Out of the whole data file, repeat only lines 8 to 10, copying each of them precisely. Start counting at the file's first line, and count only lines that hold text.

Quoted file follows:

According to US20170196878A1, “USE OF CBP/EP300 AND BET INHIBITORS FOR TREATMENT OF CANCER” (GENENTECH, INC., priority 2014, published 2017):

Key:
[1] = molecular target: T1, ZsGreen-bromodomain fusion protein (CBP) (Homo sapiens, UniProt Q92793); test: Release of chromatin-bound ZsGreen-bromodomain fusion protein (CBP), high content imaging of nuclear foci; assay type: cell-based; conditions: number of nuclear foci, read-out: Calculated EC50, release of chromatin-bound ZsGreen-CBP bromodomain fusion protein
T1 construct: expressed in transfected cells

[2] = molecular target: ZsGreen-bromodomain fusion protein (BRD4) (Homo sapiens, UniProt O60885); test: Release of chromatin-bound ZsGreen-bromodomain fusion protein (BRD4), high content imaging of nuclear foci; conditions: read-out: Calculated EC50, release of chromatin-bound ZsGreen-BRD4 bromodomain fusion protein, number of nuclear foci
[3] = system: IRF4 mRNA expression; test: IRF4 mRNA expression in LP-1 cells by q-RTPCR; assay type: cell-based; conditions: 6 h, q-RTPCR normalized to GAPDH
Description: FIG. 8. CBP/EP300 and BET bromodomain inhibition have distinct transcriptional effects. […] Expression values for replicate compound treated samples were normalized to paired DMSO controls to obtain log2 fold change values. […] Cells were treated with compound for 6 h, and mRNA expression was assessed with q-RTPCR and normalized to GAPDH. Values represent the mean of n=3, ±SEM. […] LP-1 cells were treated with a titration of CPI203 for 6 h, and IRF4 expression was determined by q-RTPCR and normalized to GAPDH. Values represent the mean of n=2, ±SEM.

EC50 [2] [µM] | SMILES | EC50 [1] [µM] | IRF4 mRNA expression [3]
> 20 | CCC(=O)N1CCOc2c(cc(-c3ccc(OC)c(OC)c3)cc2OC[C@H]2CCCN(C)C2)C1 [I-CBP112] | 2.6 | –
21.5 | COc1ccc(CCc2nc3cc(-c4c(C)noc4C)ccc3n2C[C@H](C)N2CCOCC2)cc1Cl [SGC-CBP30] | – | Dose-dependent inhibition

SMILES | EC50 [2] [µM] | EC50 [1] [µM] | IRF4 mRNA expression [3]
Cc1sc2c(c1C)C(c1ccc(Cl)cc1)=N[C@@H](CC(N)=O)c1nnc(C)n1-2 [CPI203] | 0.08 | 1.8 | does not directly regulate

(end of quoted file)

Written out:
EC50 [2] [µM] | SMILES | EC50 [1] [µM] | IRF4 mRNA expression [3]
> 20 | CCC(=O)N1CCOc2c(cc(-c3ccc(OC)c(OC)c3)cc2OC[C@H]2CCCN(C)C2)C1 [I-CBP112] | 2.6 | –
21.5 | COc1ccc(CCc2nc3cc(-c4c(C)noc4C)ccc3n2C[C@H](C)N2CCOCC2)cc1Cl [SGC-CBP30] | – | Dose-dependent inhibition